When the house plans were drawn, the architect anticipated that the entry to the first-floor office would be directly off of the living area.  He also anticipated that the first-floor mini-split would be mounted on the narrow wall between the living area and the kitchen area.  Both are shown in the drawing below:

(Ther drawing also shows an exterior door on the south wall that I decided against because it just wasn’t necessary.)

When I framed the interior of the house, I decided to move the office entry to the hallway because it unnecessarily ate up wall space in the living area, leaving no room for a T.V., for example.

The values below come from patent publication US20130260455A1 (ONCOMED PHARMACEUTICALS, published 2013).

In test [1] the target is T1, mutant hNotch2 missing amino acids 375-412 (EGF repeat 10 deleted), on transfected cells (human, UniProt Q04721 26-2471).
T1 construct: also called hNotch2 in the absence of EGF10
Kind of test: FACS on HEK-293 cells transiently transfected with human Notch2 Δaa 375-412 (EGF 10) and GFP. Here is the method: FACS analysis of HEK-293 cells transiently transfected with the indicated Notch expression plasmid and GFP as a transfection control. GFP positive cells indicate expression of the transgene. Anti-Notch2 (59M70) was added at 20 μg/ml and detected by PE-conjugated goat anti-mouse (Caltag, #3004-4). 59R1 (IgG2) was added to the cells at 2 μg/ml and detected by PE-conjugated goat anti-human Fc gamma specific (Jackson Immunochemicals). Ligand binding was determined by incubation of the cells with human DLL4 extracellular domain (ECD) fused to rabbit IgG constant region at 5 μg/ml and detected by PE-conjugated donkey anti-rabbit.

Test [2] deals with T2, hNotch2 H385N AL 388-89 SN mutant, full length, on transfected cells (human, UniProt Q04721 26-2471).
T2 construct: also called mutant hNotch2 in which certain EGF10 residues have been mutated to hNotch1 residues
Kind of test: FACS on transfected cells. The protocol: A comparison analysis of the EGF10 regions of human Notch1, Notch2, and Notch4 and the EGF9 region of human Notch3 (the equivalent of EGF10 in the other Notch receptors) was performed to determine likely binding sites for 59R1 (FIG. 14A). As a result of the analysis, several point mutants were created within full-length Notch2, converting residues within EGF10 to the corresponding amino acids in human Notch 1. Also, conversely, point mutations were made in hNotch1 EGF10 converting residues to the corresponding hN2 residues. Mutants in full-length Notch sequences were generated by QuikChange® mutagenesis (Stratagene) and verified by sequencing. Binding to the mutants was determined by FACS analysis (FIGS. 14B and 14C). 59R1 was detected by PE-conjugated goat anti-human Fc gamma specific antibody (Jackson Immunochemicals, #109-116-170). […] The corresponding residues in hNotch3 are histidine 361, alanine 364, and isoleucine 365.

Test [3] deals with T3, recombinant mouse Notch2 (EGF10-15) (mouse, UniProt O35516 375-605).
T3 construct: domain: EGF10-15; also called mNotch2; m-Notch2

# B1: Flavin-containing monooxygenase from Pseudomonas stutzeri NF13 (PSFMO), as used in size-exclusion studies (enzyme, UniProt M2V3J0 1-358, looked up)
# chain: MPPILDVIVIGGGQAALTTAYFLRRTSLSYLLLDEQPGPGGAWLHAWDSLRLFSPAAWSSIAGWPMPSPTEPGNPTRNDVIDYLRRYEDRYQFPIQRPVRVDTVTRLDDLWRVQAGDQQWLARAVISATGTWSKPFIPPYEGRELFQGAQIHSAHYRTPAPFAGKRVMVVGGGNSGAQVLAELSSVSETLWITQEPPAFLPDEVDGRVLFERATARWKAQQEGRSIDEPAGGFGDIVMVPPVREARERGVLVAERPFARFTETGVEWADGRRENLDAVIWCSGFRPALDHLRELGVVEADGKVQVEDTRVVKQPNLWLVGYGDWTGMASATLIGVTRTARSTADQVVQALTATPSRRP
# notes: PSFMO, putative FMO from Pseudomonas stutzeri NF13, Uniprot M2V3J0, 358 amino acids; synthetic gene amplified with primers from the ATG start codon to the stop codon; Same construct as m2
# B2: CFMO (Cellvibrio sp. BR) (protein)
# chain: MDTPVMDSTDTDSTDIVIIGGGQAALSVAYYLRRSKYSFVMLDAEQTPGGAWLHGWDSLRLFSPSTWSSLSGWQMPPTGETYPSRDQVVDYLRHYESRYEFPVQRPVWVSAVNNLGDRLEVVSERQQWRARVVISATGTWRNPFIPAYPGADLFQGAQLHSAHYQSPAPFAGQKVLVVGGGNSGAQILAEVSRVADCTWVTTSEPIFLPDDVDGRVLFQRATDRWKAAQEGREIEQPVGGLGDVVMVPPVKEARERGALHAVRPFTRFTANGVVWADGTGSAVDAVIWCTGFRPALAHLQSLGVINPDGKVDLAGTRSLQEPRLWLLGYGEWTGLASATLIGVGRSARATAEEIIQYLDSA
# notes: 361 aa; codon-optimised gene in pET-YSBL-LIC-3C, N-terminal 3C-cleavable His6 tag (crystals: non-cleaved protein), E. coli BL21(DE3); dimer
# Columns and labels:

I also had to find another place for the mini-split because the wall that the architect had intended to place it on was too narrow for the mini-split head; it wouldn’t fit.

Given those issues, I changed the first floor as follows:

Moving the office door to the hallway (and eliminating the unnecessary hall closet) freed up valuable wall space in the living area and widened the hall.

And as the drawing also shows, I moved the the mini-split to a wall that had suffficient room.

Here’s how it looks:

In this photo, you can see the location of the mini-split relative to the back hall:

And here is a similar view in which you can see the door to the office: